Watch verbose Russians in ‘Utopia’

Even the most devout theater devotees may balk at spending nearly nine hours watching a play, but last Saturday the Vivian Beaument Theater was packed with audience members who not only invested their day in the show, but paid well over a 100 dollars for the privilege.

“The Coast of Utopia,” the newest Tom Stoppard work to open in New York, is comprised of a trilogy of three two-act plays — “Voyage,” “Shipwreck” and “Salvage” — tracing the lives of young Russian intellectuals played by Ethan Hawke, Bryan F. O’Bryne and Jason Butler Harner in the years leading up to the Communist revolution. Though the plays certainly stand alone, their sequential nature and common characters beg for the shows to be seen in succession. Fortunately, the good people at Lincoln Center have made this possible by staging “marathons” of all three plays (with lunch and dinner breaks, of course) over nearly 12 hours on nine select Saturdays this spring.

The experience of attending one of these performances is not easily forgotten. The whole afternoon and evening highlight the communal endeavor of theater and tattoo it in the mind of the audience member. Whether for only a few hours or an entire day, the audience, actors and crew are all working together to suspend disbelief and engage themselves in the characters’ lives. The result is a theater event unlike any other I’ve ever attended.

Not to say that this style of performance isn’t archaic — an all-day performance of what essentially is one play has echoes of a church service in colonial New England or what one imagines theater was like in Ancient Greece. The closest many audience members today get to marathon theater is watching all the “Star Wars” films or an entire season of “24” at once. Though exciting, both lack the energy generated by sitting knee to knee with your fellow audience members while 44 actors take on more than 70 roles.

“The Coast of Utopia” may be anachronistic, but it is unabashedly so — 19th-century Russians discussing Western philosophy for over two hours at a stretch can hardly escape feeling dated. Yet the challenging subject matter is interwoven with accessible stories of love, infidelity and friendship that are enough to maintain an audience’s interest through the characters’ frequent musings on Hegel and Marx.

In addition, the technical aspects of the play seem purposefully designed to engage the audience member whose only prior marathon experience has occurred via DVD. The sets, while simple, combine with brilliant lighting design and special effects to paint breathtaking tableaux. The opening sequence, common to all three plays, features the main character, Alexander Herzen (O’Bryne), seated in a chair suspended above the stage. The sound of the ocean surf gently builds to a loud roar as large sheets of fabric begin to bellow under deep blue light. Suddenly, the chair descends toward the stage floor, while the ocean “waves” grow larger and larger. Alexander and his chair drop through a round hole in center stage, as the fabric, like water down a bathtub drain, appears to swirl as it disappears into the hole. With the water gone, the lights come up quickly on the play’s opening set, which is just as visually stunning. This is spectacle theater on a grand scale, but the result is undeniably enchanting.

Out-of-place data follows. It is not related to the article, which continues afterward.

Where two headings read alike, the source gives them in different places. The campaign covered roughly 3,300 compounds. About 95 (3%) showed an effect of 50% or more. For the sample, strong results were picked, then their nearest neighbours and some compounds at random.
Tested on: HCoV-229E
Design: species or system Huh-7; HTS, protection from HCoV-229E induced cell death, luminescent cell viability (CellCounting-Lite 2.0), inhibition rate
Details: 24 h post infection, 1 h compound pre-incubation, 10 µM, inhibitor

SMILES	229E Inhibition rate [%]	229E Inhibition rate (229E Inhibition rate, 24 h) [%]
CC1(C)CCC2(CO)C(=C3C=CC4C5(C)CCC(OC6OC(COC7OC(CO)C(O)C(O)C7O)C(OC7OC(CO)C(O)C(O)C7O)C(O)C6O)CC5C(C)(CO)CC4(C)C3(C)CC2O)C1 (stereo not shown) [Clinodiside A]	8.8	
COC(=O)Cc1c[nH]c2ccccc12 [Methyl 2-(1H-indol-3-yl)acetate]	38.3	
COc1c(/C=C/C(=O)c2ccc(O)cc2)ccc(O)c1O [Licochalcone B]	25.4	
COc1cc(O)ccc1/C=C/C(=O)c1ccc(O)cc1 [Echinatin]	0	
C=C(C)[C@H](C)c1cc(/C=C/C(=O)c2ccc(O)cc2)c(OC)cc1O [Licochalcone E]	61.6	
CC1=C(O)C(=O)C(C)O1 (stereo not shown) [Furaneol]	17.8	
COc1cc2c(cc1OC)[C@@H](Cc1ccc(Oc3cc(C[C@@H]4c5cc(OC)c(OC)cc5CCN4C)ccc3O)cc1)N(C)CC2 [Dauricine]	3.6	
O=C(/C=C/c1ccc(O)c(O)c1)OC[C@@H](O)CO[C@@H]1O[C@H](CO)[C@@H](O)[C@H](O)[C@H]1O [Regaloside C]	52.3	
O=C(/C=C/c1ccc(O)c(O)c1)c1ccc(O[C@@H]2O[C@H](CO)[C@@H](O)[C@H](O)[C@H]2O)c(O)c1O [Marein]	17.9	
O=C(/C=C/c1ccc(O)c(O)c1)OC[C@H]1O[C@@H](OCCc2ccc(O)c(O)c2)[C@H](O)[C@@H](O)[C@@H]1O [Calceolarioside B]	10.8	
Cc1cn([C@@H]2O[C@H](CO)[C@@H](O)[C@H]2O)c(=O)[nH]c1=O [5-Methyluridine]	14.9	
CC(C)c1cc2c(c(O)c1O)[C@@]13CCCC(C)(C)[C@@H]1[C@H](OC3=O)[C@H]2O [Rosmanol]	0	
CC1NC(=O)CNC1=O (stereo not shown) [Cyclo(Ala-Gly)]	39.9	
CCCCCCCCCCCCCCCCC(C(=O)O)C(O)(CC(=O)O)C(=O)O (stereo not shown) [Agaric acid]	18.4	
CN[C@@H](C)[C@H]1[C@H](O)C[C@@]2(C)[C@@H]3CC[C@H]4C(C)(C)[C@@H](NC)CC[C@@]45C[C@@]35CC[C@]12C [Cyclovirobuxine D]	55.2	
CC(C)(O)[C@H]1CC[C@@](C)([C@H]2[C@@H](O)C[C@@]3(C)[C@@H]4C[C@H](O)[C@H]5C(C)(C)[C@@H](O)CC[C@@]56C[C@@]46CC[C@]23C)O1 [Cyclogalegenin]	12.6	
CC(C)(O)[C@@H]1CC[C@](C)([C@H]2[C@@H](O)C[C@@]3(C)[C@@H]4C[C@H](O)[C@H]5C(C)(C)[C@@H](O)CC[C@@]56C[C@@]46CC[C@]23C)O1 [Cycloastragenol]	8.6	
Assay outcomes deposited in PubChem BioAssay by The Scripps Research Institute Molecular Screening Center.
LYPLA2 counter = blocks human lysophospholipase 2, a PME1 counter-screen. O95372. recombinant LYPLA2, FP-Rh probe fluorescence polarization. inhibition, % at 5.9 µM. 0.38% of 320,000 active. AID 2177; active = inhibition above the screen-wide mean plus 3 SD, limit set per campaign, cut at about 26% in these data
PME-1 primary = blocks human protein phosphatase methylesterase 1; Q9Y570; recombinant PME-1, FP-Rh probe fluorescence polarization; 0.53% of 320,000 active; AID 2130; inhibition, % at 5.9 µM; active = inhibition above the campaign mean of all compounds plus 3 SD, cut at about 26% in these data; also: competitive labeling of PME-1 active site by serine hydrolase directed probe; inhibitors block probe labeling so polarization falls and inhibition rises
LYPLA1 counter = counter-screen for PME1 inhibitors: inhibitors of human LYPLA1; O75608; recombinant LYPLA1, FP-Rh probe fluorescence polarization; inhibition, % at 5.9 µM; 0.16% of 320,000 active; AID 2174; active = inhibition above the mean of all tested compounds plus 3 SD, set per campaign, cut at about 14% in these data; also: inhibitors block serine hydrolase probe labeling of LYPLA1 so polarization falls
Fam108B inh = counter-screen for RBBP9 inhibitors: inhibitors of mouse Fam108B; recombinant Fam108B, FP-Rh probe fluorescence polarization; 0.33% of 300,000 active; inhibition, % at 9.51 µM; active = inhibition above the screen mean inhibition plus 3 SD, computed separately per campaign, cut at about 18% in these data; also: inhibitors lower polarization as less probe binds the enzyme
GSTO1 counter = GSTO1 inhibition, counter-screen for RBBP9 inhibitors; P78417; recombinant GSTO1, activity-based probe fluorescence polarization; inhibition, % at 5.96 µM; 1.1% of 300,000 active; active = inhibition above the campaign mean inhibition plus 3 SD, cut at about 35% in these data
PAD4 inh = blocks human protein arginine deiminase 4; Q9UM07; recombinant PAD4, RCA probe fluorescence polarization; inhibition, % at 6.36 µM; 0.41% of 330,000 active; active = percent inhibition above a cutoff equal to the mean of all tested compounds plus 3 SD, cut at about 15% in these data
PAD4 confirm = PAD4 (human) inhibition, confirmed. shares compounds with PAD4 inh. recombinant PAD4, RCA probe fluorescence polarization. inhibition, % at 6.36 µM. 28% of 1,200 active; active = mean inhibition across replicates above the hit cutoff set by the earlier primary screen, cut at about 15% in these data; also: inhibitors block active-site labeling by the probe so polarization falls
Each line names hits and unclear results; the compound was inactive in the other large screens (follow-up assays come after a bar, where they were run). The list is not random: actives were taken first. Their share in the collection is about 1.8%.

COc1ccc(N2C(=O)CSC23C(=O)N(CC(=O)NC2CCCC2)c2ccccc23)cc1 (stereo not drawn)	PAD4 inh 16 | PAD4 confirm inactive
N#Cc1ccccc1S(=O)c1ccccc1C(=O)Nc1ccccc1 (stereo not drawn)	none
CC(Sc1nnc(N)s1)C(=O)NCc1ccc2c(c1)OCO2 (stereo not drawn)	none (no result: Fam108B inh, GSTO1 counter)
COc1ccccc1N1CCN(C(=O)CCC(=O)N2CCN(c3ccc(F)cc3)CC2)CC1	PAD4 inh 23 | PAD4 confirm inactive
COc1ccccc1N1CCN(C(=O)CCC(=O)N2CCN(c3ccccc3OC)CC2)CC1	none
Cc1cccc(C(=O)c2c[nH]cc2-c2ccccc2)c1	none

The attention to the visual in “The Coast of Utopia” is by no means an attempt to detract from the talent on stage. With some of the most well-known American theater actors in the cast, Utopia creates something of a theater paradise.

The show also proffers an example that Yale’s student theater scene can take to heart. Stoppard’s trilogy proves that even the most obscure topics can be engaging with the right combination of plot and creative dialogue. This production also underscores the tremendous payoff that spending time and money on the technical aspects of the production can have (see the decision to use multiple puppets for Audrey II in this year’s production of “Little Shop of Horrors”). The marathon performance format proves that actors are durable creatures and can reach new heights under tremendous pressure. From the opening scene to the curtain-call 12 hours later, Hawke’s voice waned from velvet smooth to a coarse rasp. Regardless of whether it was the actor’s decision or the result of having performed for most of the day, it was brilliant.

Stoppard’s epic brilliantly places actors in a crucible for the audience’s viewing pleasure; maintaining a high level of energy and emotion while portraying multiple roles over an entire afternoon and evening is nothing short of grueling. The actors in this show are the true marathon runners — the audience members are merely water-cup-wielding fans along the sidewalk.

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